A Gutsy Call on Interest Rates

By Rob McCreary

I guess I am just a sucker for contrarian thinkers, but when I first read Stephanie Pomboy’s investment guidance in an article by Barron’s Leslie Norton on March 22, 2018, I was a little skeptical about her thesis. In the face of a new Fed Chairman’s committed interest rate increases for 2018, Stephanie was telling her clients to buy 10 year treasury bonds as her best investment idea???

This is a single direction trade with no place to hide. The only way you get any increase in bond value is dramatically lower interest rates than anyone could foresee at that point.

Stephanie Pomboy is the founder of MacroMavens and she is a frequent contributor to Barron’s. In February of 2018, when she was interviewed by Leslie Norton of Barron’s. She was then a lone voice on the subject of interest rates:

I know everyone thinks the 10 year is going to 4% or 3.5% or whatever, but we are more leveraged today than ever; our threshold for pain is lower than the market recognizes, so I would be overweight long dated treasuries and underweight the dollar. Those four rate hikes will be chopped to three and then two, and people will actually start to talk about maybe they have to pause quantitative tightening.”

Ms. Pomboy’s call has proved to be prescient. She had the correct view of the consumer being “tapped out” and more likely to save the Trump tax cuts than spend them. She also showed a keen appreciation of the costs associated with debt-based prosperity.

The Fed blinked in November 2018, when the 10 Year Treasury rate touched 3.2% and since then the yield on the 10yr treasury has fallen to 2.3% in March 2019, and now stands at 2.58%. The S&P 500 has rallied from a low on December 24, of 2,351 to 2,905 on April 15, for a YTD gain of 23% and all is well again.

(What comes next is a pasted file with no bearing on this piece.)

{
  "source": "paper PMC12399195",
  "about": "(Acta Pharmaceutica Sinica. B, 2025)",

The elephant in the room, however, is still the consumer as well as underfunded public and private pension promises. The Wall Street Journal highlights the extent of the pension problem in its April 10, 2019 edition in an article by Heather Gillers.

Ms. Gillers looked at state and city underfunding and concludes that even though there has been a phenomenal recovery in the stock market since 2008, the investment returns did not keep pace with the increase in liabilities; “Liabilities of major U.S. public pensions are up 64% since 2007 while assets are up 30%, according to recent data from Boston College’s Center For Retirement Research.” For example, in 2010 the assets were valued at $1.78 Trillion and the liabilities were $2.75 Trillion – about a $1 Trillion underfunding. Today the assets are $2.91 Trillion and the liabilities are $3.82 Trillion- about the same $1 Trillion underfunding. These charts show the math problem and why the Fed must continue to provide liquidity induced stock market returns:

A logical question to ask is how we can ever close the $ 1 Trillion gap?  We have had perfect conditions for a decade and now most of the variables are turning against any further reduction.

  • Return assumptions for the future are dramatically lower.
  •  Fewer workers support more retirees who are living longer.
  •  Future stock market returns cannot replicate the last 10 years without consumer spending
  • Cutting pension promises is political suicide.
  • Yields on risk free assets are miniscule.
  • Many states cannot afford their current promises.
  • Infrastructure everywhere needs attention.
  •  Millennials are sitting on their wallets

Pomboy was prescient to see a strong relationship between the economic welfare of the U.S. consumer and the growth of GDP. Just by looking at unfunded public retiree pensions you can predict they are likely to get about 1/4 less in promised pensions than they expect and that may fall even more if the stock market starts to trade on future growth prospects, not momentary liquidity. When it is clear that spenders must become savers to survive retirement what will sustain a 25x PE multiple?

Rob McCrearyA Gutsy Call on Interest Rates

Comments

  1. Bill Ross

    Rob, very helpful. Agree with last comment money eventually having to leave and curious about any projections on impact. Would also be great if you could to me exactly when that starts to happen. 🙃. On a separate note, the other elephant still in the room is the budget deficit. Thanks

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